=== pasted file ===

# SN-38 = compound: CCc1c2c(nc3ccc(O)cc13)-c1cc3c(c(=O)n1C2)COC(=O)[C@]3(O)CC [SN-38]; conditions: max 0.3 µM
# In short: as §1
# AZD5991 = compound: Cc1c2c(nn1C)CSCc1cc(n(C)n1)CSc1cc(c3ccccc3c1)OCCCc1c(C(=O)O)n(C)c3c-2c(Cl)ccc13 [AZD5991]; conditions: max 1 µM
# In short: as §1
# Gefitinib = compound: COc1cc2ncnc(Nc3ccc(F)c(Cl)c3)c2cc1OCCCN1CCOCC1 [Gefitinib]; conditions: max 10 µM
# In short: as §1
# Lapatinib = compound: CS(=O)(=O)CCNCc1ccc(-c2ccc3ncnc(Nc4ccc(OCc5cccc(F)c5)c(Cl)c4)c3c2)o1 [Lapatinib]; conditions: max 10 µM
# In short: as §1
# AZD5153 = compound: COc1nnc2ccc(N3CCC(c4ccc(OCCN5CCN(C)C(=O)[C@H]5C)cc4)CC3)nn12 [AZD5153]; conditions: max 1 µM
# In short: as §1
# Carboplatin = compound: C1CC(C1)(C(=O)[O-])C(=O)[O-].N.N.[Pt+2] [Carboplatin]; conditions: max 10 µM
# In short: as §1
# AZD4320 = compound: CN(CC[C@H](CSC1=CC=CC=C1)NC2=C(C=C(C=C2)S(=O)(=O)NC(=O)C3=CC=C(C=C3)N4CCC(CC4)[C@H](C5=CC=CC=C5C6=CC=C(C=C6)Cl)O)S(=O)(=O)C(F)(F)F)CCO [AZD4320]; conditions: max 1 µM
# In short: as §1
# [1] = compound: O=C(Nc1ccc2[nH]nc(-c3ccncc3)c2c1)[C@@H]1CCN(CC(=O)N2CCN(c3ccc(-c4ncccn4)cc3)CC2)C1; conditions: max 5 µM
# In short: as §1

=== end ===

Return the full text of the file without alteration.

# SN-38 = compound: CCc1c2c(nc3ccc(O)cc13)-c1cc3c(c(=O)n1C2)COC(=O)[C@]3(O)CC [SN-38]; conditions: max 0.3 µM
# In short: as §1
# AZD5991 = compound: Cc1c2c(nn1C)CSCc1cc(n(C)n1)CSc1cc(c3ccccc3c1)OCCCc1c(C(=O)O)n(C)c3c-2c(Cl)ccc13 [AZD5991]; conditions: max 1 µM
# In short: as §1
# Gefitinib = compound: COc1cc2ncnc(Nc3ccc(F)c(Cl)c3)c2cc1OCCCN1CCOCC1 [Gefitinib]; conditions: max 10 µM
# In short: as §1
# Lapatinib = compound: CS(=O)(=O)CCNCc1ccc(-c2ccc3ncnc(Nc4ccc(OCc5cccc(F)c5)c(Cl)c4)c3c2)o1 [Lapatinib]; conditions: max 10 µM
# In short: as §1
# AZD5153 = compound: COc1nnc2ccc(N3CCC(c4ccc(OCCN5CCN(C)C(=O)[C@H]5C)cc4)CC3)nn12 [AZD5153]; conditions: max 1 µM
# In short: as §1
# Carboplatin = compound: C1CC(C1)(C(=O)[O-])C(=O)[O-].N.N.[Pt+2] [Carboplatin]; conditions: max 10 µM
# In short: as §1
# AZD4320 = compound: CN(CC[C@H](CSC1=CC=CC=C1)NC2=C(C=C(C=C2)S(=O)(=O)NC(=O)C3=CC=C(C=C3)N4CCC(CC4)[C@H](C5=CC=CC=C5C6=CC=C(C=C6)Cl)O)S(=O)(=O)C(F)(F)F)CCO [AZD4320]; conditions: max 1 µM
# In short: as §1
# [1] = compound: O=C(Nc1ccc2[nH]nc(-c3ccncc3)c2c1)[C@@H]1CCN(CC(=O)N2CCN(c3ccc(-c4ncccn4)cc3)CC2)C1; conditions: max 5 µM
# In short: as §1